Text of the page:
Armed conflict is not glorious. “Sacrifice” here is a euphemism for pain, suffering, and death. For those who don’t die, there remain memory, grief, and loss. Combat is hunger, cold, jungle rot, fear, — as someone put it, “hours of boredom punctuated by moments of terror.” It’s death by suicide, vehicular accidents, malfunctioning ordnance, “friendly fire.” Normal, ordinary men commit atrocities in armed conflicts — massacres, rapes, brutality, murders. As I heard a combat veteran say in an interview, “If you don’t hate war, you’re a bad soldier.”

I see a direct correlation between the fatuousness of modern American society and the increasingly rancorous, strident “celebration” of holidays like Memorial Day. Around the country, thousands of communities have days memorializing fallen soldiers. These commemorations have been going on since the days of the Civil War. No government decree was required for these local memorials to be created and to take place. Disembodied heads pontificating about “sacrifice” on broadcast networks have no relation to these commemorations. Most of these talkers will not be attending any actual ceremonies of commemoration. They’ll be BBQ’ing or watching sports or the Indy 500, getting stoned on alcoholic beverages, having forgotten the “sacrifices” they’d been so sententiously bleating about earlier.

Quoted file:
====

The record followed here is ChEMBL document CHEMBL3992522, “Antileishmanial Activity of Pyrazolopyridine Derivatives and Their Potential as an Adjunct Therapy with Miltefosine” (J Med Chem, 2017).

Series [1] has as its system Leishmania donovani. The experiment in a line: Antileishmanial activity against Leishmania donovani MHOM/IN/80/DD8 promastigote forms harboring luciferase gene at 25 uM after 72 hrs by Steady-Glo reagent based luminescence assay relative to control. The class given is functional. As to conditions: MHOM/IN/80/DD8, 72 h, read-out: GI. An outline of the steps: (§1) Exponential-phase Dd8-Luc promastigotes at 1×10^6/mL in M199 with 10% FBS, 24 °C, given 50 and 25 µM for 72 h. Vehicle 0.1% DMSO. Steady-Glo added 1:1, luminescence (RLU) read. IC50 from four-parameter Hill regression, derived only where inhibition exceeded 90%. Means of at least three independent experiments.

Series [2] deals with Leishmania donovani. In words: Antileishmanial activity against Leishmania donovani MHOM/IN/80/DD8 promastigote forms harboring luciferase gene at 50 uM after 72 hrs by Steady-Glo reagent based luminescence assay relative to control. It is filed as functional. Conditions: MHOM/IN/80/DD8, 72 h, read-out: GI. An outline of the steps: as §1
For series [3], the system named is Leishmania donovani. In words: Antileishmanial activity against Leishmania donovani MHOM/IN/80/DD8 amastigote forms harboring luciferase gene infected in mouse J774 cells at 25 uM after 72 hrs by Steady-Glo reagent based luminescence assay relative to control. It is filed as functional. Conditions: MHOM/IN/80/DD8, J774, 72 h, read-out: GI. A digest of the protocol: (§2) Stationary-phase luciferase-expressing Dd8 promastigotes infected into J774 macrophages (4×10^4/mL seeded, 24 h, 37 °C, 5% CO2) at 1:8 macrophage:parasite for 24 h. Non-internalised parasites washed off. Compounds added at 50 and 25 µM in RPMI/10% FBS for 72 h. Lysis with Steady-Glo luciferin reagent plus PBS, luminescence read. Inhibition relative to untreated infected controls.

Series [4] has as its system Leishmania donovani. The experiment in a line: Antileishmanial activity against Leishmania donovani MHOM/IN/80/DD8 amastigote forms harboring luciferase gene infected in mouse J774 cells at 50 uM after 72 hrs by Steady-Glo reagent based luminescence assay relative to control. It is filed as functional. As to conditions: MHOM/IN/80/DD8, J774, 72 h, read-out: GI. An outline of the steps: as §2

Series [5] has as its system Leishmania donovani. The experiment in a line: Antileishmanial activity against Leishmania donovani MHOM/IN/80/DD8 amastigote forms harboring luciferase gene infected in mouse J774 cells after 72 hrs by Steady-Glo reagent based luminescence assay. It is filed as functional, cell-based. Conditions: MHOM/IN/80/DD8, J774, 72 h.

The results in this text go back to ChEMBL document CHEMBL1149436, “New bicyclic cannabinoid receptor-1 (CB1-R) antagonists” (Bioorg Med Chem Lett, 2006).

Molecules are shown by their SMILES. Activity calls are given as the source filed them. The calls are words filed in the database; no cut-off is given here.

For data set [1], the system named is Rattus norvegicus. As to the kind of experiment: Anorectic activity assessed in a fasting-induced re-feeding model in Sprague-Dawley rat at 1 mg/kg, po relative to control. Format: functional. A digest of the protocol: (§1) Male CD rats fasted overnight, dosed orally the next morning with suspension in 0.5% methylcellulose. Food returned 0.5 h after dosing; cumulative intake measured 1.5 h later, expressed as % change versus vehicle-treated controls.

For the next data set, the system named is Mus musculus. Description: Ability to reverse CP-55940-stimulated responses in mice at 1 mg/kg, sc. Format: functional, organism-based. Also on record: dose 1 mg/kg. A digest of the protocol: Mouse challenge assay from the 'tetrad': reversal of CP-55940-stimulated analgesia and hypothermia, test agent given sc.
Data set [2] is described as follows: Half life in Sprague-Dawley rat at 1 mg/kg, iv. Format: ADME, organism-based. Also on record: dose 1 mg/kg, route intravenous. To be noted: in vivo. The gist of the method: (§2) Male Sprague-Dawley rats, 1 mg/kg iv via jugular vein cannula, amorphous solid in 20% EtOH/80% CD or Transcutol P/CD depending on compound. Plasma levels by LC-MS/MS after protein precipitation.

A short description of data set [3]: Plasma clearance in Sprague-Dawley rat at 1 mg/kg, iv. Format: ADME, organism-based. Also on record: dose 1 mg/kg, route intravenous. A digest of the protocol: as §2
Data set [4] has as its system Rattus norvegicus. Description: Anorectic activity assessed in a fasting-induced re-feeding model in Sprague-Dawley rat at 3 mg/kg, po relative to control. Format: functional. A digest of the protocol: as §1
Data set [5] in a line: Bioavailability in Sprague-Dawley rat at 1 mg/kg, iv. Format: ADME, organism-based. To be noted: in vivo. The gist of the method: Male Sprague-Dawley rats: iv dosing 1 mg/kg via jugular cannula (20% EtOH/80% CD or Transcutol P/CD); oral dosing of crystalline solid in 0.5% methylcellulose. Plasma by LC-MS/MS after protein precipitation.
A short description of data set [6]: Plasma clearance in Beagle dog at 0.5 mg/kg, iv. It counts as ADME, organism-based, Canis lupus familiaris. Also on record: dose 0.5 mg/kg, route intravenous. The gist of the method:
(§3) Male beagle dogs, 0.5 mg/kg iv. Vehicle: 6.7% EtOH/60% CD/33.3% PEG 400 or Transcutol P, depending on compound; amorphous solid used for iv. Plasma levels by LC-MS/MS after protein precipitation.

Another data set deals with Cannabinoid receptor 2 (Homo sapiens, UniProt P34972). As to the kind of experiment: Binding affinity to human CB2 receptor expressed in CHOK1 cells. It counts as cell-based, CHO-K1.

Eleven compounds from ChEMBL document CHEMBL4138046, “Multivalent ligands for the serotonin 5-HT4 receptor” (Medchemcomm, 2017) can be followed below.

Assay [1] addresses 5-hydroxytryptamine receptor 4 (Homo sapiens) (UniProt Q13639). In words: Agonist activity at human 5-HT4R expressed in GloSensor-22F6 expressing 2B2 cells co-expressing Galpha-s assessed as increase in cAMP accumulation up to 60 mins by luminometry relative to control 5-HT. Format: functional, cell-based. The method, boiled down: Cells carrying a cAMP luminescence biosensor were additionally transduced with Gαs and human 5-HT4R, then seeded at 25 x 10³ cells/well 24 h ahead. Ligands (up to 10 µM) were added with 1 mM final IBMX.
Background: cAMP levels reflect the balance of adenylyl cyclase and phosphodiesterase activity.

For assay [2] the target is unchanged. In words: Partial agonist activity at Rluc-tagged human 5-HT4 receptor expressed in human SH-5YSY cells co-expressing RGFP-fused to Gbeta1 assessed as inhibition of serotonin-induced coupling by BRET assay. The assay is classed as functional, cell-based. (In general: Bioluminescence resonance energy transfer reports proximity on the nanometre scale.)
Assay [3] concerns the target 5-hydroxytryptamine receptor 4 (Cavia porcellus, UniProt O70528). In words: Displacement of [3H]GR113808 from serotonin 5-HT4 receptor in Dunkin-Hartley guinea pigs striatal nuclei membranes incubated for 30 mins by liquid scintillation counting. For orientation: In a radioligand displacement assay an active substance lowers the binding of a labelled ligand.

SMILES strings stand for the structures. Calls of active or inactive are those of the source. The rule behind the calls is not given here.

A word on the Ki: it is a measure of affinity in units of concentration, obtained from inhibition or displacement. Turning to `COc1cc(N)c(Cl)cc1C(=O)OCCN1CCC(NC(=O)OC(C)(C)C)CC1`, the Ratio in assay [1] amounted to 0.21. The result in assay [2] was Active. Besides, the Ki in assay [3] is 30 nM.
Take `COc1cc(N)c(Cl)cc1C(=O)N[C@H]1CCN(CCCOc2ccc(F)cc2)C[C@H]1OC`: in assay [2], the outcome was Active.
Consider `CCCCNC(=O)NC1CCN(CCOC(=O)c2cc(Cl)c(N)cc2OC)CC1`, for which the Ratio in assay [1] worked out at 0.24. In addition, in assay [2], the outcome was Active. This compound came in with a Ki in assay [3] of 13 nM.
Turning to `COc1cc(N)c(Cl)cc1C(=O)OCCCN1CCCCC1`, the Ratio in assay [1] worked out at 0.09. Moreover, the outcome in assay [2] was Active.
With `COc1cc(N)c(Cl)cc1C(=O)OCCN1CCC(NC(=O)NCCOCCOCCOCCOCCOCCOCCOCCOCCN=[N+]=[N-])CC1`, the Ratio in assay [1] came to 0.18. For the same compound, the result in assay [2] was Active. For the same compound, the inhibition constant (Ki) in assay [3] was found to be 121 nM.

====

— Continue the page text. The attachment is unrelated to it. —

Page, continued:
This excerpt from Shelby Foote’s history of the Civil War captures the horror. Look around your neighborhood, look at your TV, and ask yourself how many of the big talkers of “sacrifice” would stand in this firing line.